Musk said he expects China to be 25% to 30% of Tesla’s market in the long run.

The South African-born billionaire said he doesn’t see another Tesla factory in China any time soon, but the company will expand in Shanghai.

The Austin, Texas-based company did not respond to email questions about its expansion plans.

Human rights activists criticized Tesla after it opened a showroom in northwestern Xinjiang last year, despite allegations of abuses against Muslim ethnic groups living there. The company is not alone: ​​Volkswagen AG operates a factory in the region, and Chinese partners of other global brands have outlets there.

Musk says he wants to make Twitter a “politically neutral” forum for as much freedom of expression as the laws of each country allow.

He hasn’t said what he might do about Twitter’s requirement that accounts of China’s state media and officials must be labeled “state-affiliated.” Removing that or curbing inflammatory speech could make it easier for Beijing or other governments to influence American public opinion during elections.

A reporter from the official China Daily newspaper wants the tag removed.

“Elon Musk should remove my tag,” Chen Weihua wrote on Twitter on April 30. “This is totally discriminatory and suppresses freedom of expression.”

Some companies are failing to find a compromise between Chinese pressure and public outrage abroad over allegations of forced labor in Xinjiang and other abuses.

Last year, state media called for a boycott of Swedish clothing retailer H&M and other brands that stopped using Xinjiang cotton. Most held onto their positions despite a hit to sales, possibly fearing further losses from a consumer backlash abroad.

Some companies don’t want to be seen as “carrying water for the government,” said Lester Ross, chief of the Beijing office of the Washington law firm WilmerHale.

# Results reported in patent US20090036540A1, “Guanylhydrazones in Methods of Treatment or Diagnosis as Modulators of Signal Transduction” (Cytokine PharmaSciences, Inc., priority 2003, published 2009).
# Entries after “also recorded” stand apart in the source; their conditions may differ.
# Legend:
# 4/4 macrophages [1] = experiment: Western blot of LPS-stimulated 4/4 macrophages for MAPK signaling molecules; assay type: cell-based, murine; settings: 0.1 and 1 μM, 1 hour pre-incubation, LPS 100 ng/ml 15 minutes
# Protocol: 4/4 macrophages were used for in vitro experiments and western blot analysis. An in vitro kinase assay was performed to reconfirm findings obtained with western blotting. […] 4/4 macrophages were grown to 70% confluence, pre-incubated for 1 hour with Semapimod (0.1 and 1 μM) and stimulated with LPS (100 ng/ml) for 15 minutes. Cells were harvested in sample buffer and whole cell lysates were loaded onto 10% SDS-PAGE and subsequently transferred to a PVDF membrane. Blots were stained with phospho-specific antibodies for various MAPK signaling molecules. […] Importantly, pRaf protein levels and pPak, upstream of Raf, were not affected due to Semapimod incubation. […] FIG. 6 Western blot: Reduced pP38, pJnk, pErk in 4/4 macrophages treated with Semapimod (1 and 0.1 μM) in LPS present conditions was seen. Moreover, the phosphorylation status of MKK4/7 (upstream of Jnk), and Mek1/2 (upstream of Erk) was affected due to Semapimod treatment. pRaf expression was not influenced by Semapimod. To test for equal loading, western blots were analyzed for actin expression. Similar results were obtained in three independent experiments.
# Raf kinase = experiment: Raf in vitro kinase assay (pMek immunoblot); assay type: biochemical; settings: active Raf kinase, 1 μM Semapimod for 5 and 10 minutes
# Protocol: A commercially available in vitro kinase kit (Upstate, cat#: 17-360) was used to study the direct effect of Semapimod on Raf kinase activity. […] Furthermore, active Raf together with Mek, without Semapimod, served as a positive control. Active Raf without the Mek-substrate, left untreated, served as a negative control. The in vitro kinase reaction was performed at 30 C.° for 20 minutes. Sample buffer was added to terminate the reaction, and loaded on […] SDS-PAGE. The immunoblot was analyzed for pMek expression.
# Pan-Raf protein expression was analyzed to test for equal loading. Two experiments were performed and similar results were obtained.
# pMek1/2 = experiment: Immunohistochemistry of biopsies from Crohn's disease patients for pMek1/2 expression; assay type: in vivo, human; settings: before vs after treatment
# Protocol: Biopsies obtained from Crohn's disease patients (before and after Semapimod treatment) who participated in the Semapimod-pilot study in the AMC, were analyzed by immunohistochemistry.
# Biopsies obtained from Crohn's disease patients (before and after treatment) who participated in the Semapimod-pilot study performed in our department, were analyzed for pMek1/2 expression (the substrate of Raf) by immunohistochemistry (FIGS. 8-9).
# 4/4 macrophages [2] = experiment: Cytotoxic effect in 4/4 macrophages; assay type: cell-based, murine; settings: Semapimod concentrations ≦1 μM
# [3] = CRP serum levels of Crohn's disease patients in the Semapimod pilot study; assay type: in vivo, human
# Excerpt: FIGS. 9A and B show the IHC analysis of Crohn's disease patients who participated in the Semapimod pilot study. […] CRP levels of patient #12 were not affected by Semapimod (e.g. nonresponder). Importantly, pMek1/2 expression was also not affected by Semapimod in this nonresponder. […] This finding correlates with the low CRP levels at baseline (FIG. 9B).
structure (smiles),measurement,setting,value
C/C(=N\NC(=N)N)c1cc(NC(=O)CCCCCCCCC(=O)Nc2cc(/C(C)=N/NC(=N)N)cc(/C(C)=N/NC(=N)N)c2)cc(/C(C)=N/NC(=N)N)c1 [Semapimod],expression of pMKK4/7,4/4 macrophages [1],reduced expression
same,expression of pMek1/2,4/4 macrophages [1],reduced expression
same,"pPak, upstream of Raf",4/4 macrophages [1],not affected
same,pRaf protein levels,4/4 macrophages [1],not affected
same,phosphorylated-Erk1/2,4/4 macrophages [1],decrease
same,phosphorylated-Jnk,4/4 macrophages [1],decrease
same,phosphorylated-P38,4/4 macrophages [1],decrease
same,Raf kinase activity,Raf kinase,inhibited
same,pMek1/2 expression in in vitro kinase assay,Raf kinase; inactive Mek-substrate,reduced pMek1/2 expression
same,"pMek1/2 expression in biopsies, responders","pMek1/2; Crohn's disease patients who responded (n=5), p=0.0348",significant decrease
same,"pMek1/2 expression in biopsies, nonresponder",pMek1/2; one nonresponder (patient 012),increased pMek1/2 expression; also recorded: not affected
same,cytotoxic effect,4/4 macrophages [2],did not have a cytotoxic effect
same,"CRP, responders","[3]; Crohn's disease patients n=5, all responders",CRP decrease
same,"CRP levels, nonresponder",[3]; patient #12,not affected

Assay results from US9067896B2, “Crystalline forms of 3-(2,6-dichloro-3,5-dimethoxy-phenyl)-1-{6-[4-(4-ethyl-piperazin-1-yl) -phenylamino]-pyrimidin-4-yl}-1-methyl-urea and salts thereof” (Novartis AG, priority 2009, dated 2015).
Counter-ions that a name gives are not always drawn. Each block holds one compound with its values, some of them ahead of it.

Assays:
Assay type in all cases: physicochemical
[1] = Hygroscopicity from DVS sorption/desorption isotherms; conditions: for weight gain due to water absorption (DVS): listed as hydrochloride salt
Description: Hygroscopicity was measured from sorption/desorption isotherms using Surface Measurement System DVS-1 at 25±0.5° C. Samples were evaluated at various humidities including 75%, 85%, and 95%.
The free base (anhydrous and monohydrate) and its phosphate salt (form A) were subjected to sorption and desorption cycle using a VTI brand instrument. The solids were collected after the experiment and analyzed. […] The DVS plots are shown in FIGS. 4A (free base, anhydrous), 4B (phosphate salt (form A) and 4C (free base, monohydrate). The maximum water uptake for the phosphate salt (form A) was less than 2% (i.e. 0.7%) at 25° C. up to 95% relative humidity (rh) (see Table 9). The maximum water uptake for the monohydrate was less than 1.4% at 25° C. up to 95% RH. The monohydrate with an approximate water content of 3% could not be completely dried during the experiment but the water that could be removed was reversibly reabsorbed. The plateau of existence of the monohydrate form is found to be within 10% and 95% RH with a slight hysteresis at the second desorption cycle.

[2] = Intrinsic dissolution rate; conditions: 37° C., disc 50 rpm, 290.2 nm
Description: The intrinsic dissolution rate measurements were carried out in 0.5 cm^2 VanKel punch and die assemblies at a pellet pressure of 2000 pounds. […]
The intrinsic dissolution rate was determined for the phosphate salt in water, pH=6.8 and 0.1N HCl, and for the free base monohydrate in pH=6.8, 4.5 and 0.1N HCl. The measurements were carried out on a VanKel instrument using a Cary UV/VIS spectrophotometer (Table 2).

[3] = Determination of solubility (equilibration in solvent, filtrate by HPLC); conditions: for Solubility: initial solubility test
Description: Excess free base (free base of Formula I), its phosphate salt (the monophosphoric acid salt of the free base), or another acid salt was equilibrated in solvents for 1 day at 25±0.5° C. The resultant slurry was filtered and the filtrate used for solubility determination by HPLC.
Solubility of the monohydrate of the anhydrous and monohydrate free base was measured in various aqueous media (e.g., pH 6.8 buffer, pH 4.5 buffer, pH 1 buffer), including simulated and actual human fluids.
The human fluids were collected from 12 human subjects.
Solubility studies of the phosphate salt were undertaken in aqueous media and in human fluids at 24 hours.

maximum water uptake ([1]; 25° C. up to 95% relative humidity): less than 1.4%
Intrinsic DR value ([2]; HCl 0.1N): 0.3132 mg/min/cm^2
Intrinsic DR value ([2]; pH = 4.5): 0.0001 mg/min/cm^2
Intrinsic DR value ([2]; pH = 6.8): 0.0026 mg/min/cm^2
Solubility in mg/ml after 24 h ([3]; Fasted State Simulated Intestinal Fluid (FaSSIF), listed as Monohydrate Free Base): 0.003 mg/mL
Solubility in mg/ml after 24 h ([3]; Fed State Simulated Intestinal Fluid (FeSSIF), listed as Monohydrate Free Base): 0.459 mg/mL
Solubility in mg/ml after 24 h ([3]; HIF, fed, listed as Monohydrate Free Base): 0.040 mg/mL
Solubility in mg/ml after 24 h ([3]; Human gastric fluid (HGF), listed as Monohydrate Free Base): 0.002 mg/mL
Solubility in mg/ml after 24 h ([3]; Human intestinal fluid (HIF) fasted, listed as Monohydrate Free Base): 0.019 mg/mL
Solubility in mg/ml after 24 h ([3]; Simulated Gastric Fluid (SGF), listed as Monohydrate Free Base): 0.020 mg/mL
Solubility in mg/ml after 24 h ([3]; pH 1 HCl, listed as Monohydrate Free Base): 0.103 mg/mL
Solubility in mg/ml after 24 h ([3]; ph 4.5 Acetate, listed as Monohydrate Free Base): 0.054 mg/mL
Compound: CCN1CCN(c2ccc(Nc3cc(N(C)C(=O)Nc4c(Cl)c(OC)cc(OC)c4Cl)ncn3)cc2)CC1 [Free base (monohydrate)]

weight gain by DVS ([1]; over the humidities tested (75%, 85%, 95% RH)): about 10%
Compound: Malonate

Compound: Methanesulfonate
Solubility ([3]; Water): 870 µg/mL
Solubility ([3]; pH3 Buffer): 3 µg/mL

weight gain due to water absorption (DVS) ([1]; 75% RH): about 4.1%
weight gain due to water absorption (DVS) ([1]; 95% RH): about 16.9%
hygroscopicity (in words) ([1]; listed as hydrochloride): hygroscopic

China has the largest population of Internet users with just over a billion, according to official data. But most cannot see Twitter, other overseas social networks and thousands of websites run by media outlets, human rights or pro-democracy activists and others.

China has its own popular but heavily censored social networks. They are required to remove material deemed subversive or pornographic.

Sina Weibo, a Twitter-like microblogging service, says it has 573 million active monthly users, or more than double Twitter’s 229 million. Tencent’s WeChat messaging service says 1.2 billion people use it every day.

Censorship has steadily tightened since President Xi Jinping came to power in 2012.

Accounts run by youth gay and lesbian support groups have been shut down. Complaints about food shortages were eliminated when Shanghai was put on lockdown to combat virus outbreaks.

In 2018, Tesla became the first foreign automaker to set up its own factory in China after ownership restrictions in the industry were lifted. Until then, global automakers had to work through state partners that assembled their vehicles.

Tesla’s honeymoon included access to subsidies for electric buyers and a sales tax exemption. But when subsidies were extended in 2020 to help the industry weather the pandemic, Tesla was left out, while its closest Chinese rival, luxury electric brand NIO, remained eligible.

Musk is known for his outlandish gestures including smoking marijuana during a radio interview. But he is alert to Chinese sensitivities.

He complained that anti-virus measures in California disrupted Tesla’s production, but said nothing publicly after the Shanghai shutdown forced his company’s factory to close.